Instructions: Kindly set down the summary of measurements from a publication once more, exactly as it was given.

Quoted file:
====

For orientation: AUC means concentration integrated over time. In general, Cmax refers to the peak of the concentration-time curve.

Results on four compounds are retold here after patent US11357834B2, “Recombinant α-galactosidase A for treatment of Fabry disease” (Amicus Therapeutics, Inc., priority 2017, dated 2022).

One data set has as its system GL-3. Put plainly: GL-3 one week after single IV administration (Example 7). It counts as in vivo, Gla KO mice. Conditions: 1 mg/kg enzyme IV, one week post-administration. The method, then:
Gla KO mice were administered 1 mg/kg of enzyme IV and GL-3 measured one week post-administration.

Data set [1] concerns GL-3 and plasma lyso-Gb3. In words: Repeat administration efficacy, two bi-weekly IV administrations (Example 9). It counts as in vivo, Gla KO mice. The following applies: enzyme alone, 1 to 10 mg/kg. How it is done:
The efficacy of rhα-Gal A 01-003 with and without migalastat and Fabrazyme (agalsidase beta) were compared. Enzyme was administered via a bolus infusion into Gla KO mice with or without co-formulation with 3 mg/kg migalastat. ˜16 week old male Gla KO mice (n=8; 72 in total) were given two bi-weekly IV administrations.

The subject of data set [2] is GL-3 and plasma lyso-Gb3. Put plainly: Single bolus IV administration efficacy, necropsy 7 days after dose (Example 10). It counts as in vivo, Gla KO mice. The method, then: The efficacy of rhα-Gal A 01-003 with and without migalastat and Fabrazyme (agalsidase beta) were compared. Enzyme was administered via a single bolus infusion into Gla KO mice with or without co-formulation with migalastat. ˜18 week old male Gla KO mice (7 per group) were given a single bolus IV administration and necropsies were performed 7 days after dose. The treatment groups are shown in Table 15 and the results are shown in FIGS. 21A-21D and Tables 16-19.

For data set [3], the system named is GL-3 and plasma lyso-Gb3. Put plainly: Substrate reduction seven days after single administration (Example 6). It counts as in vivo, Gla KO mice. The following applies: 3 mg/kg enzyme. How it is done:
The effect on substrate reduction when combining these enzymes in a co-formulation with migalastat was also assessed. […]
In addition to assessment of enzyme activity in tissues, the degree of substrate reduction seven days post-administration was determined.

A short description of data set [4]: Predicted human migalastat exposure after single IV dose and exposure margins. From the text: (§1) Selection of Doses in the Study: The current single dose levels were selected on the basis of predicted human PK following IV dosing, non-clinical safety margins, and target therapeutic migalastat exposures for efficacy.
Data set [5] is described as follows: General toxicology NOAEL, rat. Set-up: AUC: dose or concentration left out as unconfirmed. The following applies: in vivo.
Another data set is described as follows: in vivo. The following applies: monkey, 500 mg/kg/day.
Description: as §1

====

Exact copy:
For orientation: AUC means concentration integrated over time. In general, Cmax refers to the peak of the concentration-time curve.

Results on four compounds are retold here after patent US11357834B2, “Recombinant α-galactosidase A for treatment of Fabry disease” (Amicus Therapeutics, Inc., priority 2017, dated 2022).

One data set has as its system GL-3. Put plainly: GL-3 one week after single IV administration (Example 7). It counts as in vivo, Gla KO mice. Conditions: 1 mg/kg enzyme IV, one week post-administration. The method, then:
Gla KO mice were administered 1 mg/kg of enzyme IV and GL-3 measured one week post-administration.

Data set [1] concerns GL-3 and plasma lyso-Gb3. In words: Repeat administration efficacy, two bi-weekly IV administrations (Example 9). It counts as in vivo, Gla KO mice. The following applies: enzyme alone, 1 to 10 mg/kg. How it is done:
The efficacy of rhα-Gal A 01-003 with and without migalastat and Fabrazyme (agalsidase beta) were compared. Enzyme was administered via a bolus infusion into Gla KO mice with or without co-formulation with 3 mg/kg migalastat. ˜16 week old male Gla KO mice (n=8; 72 in total) were given two bi-weekly IV administrations.

The subject of data set [2] is GL-3 and plasma lyso-Gb3. Put plainly: Single bolus IV administration efficacy, necropsy 7 days after dose (Example 10). It counts as in vivo, Gla KO mice. The method, then: The efficacy of rhα-Gal A 01-003 with and without migalastat and Fabrazyme (agalsidase beta) were compared. Enzyme was administered via a single bolus infusion into Gla KO mice with or without co-formulation with migalastat. ˜18 week old male Gla KO mice (7 per group) were given a single bolus IV administration and necropsies were performed 7 days after dose. The treatment groups are shown in Table 15 and the results are shown in FIGS. 21A-21D and Tables 16-19.

For data set [3], the system named is GL-3 and plasma lyso-Gb3. Put plainly: Substrate reduction seven days after single administration (Example 6). It counts as in vivo, Gla KO mice. The following applies: 3 mg/kg enzyme. How it is done:
The effect on substrate reduction when combining these enzymes in a co-formulation with migalastat was also assessed. […]
In addition to assessment of enzyme activity in tissues, the degree of substrate reduction seven days post-administration was determined.

A short description of data set [4]: Predicted human migalastat exposure after single IV dose and exposure margins. From the text: (§1) Selection of Doses in the Study: The current single dose levels were selected on the basis of predicted human PK following IV dosing, non-clinical safety margins, and target therapeutic migalastat exposures for efficacy.
Data set [5] is described as follows: General toxicology NOAEL, rat. Set-up: AUC: dose or concentration left out as unconfirmed. The following applies: in vivo.
Another data set is described as follows: in vivo. The following applies: monkey, 500 mg/kg/day.
Description: as §1